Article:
The Policy Language Of Clipper Mill Fed

1016 WordsOct 4, 20165 Pages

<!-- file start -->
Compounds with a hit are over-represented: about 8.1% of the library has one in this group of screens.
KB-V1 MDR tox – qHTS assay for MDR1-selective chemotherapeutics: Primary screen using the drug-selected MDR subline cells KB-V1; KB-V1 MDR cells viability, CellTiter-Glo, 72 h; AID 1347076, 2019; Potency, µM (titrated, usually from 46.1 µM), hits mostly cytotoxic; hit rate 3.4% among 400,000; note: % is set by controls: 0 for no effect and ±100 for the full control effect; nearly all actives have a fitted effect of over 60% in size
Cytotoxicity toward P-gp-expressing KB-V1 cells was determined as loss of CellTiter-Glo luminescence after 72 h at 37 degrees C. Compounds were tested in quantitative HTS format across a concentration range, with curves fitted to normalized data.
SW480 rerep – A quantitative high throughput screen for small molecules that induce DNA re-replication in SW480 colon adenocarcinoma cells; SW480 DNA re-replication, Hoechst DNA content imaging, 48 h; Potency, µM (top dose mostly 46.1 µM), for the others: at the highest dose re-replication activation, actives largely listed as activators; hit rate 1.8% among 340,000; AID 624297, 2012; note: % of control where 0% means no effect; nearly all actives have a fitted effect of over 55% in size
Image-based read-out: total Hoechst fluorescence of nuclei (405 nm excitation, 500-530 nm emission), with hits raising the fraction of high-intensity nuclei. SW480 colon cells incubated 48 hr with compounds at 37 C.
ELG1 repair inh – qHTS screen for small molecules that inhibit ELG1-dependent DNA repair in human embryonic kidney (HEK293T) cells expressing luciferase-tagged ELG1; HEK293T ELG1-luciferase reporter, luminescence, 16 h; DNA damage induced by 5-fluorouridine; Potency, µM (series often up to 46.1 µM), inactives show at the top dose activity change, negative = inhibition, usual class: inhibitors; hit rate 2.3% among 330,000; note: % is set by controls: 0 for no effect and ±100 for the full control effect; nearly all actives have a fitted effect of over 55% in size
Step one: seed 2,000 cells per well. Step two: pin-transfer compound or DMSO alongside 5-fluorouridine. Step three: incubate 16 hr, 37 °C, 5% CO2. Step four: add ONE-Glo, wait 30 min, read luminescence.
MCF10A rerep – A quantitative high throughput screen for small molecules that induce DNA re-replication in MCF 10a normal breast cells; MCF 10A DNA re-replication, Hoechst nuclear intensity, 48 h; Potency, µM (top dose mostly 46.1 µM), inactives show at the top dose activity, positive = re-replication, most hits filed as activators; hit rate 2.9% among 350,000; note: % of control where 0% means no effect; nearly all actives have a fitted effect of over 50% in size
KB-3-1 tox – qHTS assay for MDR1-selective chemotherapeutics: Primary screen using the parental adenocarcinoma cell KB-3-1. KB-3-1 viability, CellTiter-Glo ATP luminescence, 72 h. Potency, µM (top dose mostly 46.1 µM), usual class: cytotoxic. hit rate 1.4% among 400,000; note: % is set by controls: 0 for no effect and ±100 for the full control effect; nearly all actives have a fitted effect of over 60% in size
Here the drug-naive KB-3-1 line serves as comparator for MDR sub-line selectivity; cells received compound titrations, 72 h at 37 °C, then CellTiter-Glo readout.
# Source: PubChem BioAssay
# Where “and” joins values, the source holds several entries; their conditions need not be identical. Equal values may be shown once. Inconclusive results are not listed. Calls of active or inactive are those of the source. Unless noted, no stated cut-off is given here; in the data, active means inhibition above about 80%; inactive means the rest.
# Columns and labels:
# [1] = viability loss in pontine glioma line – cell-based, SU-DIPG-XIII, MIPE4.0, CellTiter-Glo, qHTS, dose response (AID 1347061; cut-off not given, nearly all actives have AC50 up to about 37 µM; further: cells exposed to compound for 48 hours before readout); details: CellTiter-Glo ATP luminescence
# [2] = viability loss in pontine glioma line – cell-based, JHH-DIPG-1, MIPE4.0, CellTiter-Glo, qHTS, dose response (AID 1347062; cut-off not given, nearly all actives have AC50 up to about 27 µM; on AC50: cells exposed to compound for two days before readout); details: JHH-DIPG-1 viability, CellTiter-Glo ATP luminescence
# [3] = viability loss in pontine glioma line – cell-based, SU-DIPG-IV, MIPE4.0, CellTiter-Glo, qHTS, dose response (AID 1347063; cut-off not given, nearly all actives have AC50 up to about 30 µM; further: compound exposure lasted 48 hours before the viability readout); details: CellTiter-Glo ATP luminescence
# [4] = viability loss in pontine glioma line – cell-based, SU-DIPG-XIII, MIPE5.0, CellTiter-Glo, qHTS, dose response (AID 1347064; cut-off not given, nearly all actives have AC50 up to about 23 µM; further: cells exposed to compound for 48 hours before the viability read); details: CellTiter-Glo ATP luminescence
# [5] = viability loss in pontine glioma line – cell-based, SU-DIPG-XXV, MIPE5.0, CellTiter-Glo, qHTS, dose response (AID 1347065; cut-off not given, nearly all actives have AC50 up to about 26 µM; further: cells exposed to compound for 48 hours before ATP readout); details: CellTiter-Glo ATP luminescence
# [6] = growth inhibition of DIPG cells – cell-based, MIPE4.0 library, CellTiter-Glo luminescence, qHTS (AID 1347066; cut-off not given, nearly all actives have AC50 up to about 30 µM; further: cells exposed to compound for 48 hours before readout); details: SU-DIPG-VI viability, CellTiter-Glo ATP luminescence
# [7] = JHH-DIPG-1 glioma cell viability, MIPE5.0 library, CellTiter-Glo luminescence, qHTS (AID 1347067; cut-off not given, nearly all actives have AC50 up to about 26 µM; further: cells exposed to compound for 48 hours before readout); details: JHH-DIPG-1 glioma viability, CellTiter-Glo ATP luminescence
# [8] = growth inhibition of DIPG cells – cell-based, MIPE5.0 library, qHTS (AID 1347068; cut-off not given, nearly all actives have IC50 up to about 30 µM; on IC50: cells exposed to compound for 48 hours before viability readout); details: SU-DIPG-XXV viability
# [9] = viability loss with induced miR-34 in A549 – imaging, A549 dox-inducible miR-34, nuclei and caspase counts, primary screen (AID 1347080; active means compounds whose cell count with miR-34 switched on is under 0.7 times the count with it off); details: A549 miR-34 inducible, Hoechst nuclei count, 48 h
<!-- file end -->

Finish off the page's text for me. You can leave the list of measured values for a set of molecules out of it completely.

Accordingly, since Clendenin Bros., the policy language has been broadened—seemingly in response to Clendenin Bros. and similar cases—to include not only environmental pollution, but also, substances that are “harmful or toxic to persons [or] property.” The significance of this distinction was recognized in Clipper Mill Fed., LLC v. Cincinnati Ins. Co, 2010 U.S. Dist. LEXIS 112172 (D.Md. 2010), where a landlord/insured alleged that damages caused by “[t]oxic and dangerous airborne pollutants” attributable to a malfunctioning HVAC unit gave rise to a claim against the insured by a tenant. Id. at 3. In that case, although the pollution at issue was not “environmental,” the District of Maryland observed that: The policy in the present case contains an important distinction from that involved in Clendenin Bros. The CGL Policy tracks the definition of “Pollutant” contained in the policy at issue in Clendenin Bros., but adds, “‘Pollutants’ include but are not limited to substances which are generally recognized in industry or government to be harmful or toxic to persons, property or the environment. . . .” Compare Clendenin Bros., 889 A.2d at 390, with CGL Policy, Form GA 1011204 § V(18) (emphasis added). The addition of this sentence expanded the definition of Pollutant beyond environmental pollutants. The CGL Policy’s use of the phrase “harmful or toxic to persons, property or the environment” shows that the definition includes irritants and contaminants that harm persons but

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